This is my first visit to the United States since Donald Trump was sworn in as President. In some ways, it still seems like a dream, so bizarre has some of the news emanating from the White House become. We have moved a long way from US Presidents being denied mobile phones until Barack Obama insisted on retaining his Blackberry. I travel with some trepidation and not just because some of the toilets on this nine-hour flight were only fixed ten minutes before take-off. What will have changed, if anything, in the places I visit or the people I talk too? I feel a certain wariness has crept into my thinking, the same wariness I feel when I enter an Israeli bar and get asked my views on the situation, or start a conversation about Brexit at home. Trump didn’t manufacture the extreme polarization of American politics, he simply exploited it to his own short-term ends.
I am also preparing for meetings with United Methodist colleagues just as the Council of Bishops have signed off the work of the Commission of a Way Forward. After decades of often rancorous debate and disagreement about the place of LGBTQ+ people in the life of the Church, there is some hope that this report might help to move things on in a significant way. Is this a realistic prospect after so much hurt and pain, when relationships have been fractured and splintered? Will this, once again, become the love that dare not speak its name?
And speaking of the gays, I am mid-Atlantic just as the Grand Final of the Eurovision Song Contest gets underway in Portugal. This is the third biggest television event in the world, only surpassed by the FIFA World Cup and the Olympic Games. Hundreds of millions of people are tuning in right now, though not in China, who rightly incurred the wrath of the European Broadcasting Union by censoring the performance of Ireland’s entry, Ryan O’Shaughnessy, because it featured two (fully-clothed) male dancers enacting a normal gay relationship. Though beyond belief for some, it simply highlights the work still to be done to create a world where all LGBTQ+ people can live with dignity and without discrimination and hate. For me, the gay hajj will have to wait until next year ….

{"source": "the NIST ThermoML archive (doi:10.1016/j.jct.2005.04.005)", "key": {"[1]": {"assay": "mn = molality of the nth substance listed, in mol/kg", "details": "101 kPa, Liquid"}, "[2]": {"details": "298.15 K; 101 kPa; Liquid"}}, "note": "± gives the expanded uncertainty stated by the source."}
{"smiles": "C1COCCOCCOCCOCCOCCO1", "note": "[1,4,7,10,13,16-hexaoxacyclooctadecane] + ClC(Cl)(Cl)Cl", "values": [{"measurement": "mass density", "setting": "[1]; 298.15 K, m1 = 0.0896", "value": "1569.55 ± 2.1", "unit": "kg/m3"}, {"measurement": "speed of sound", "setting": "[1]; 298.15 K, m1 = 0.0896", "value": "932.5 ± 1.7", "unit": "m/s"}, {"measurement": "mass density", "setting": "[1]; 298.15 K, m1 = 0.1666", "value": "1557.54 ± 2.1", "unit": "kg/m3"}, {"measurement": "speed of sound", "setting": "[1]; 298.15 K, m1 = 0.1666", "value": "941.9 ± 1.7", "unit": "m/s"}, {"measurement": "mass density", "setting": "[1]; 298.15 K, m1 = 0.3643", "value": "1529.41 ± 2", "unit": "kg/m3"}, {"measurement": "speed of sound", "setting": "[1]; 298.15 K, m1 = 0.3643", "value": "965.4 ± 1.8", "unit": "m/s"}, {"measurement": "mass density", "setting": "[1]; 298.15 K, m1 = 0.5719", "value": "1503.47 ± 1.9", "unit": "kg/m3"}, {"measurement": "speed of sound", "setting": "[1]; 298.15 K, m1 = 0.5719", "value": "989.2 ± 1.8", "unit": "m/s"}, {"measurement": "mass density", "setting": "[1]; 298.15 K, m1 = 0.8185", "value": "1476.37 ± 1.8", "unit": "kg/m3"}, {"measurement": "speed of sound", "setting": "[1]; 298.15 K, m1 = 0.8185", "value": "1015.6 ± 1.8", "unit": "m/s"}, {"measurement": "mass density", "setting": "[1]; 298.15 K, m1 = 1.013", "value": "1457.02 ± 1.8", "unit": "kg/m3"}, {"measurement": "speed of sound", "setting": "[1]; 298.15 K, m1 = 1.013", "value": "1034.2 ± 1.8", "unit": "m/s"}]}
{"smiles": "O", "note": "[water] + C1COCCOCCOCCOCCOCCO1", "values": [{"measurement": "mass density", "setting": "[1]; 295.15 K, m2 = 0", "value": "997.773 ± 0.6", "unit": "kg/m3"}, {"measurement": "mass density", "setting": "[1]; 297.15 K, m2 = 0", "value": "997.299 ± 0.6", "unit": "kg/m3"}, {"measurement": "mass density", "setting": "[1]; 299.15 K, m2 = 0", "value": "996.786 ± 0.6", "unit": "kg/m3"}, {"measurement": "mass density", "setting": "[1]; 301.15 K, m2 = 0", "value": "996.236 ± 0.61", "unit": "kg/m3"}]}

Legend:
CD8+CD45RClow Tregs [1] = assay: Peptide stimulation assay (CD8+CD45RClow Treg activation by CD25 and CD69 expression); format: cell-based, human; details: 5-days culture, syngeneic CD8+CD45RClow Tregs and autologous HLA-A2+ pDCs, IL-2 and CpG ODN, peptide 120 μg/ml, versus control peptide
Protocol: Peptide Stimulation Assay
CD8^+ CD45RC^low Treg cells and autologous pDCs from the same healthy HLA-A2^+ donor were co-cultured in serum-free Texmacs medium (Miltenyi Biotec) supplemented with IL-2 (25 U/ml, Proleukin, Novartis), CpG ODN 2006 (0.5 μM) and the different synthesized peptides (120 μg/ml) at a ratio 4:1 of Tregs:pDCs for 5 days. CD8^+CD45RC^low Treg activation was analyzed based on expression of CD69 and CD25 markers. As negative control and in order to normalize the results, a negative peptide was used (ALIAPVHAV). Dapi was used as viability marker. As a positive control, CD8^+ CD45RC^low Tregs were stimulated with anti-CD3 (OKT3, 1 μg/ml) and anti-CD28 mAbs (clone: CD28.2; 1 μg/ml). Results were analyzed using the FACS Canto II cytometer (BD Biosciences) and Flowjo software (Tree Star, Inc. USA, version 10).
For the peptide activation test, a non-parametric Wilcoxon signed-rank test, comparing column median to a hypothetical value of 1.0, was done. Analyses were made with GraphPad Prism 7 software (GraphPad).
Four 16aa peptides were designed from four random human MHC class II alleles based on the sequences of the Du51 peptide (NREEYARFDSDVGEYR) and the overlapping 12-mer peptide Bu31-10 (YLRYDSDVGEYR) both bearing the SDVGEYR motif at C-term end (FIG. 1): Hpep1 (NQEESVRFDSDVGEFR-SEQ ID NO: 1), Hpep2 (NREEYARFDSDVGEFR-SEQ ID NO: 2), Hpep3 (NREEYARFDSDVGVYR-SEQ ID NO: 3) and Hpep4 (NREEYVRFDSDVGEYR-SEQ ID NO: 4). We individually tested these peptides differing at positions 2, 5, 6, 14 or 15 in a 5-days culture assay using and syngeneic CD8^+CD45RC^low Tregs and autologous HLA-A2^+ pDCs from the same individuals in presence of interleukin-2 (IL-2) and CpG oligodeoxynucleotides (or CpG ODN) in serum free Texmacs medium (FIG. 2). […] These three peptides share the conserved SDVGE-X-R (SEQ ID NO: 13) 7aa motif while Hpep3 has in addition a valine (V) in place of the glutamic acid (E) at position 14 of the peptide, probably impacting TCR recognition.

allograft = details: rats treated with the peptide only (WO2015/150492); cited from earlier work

Despite my love of discussion and argument, I am becoming more fearful of public engagement. More than once I have been accused by others I disagree with of being ‘too articulate’, but which they usually mean that my arguments are too well thought out and hard to refute. Somehow, I seem to have created an unfair advantage by thinking before I open my mouth. I wasn’t born with a silver spoon in my mouth and so my articulacy comes, not from breeding or genes, but is learnt behaviour, a skill set I have acquired. In a contemporary public square drenched with gut reactions and the echo-chamber of social media, these skills have become rarer and even despised by some.
I remember my first attempt at debating when I was sixteen. Before that, I was a pretty awkward and even introverted teenager, too afraid of criticism and getting it wrong to go public with my opinions. So I chose, for that maiden foray, to defend blood sports!! I got mauled, rightly, but it began a training that continued
through theological college and the wider Church and challenged me to think the best thoughts I could and not be satisfied with stuff that ‘felt’ okay.
I fear a world, and a church, where articulacy is scorned and leaders think only in 140 characters. If politics, or schools, or higher education, will not train us to think better and harder, to make sure our opinions are well-informed, and to be able to hear the views of our opponents with respect and openness, then perhaps the church and civil society need to step in.
Thirty years on from that first debate, I am eternally grateful for the mauling I got that day, the encouragement of a teacher called Eibhlin Shaw who gave up her time to counsel and warn, and the one person out of thirty members of the Debating Society who leant me their support that day.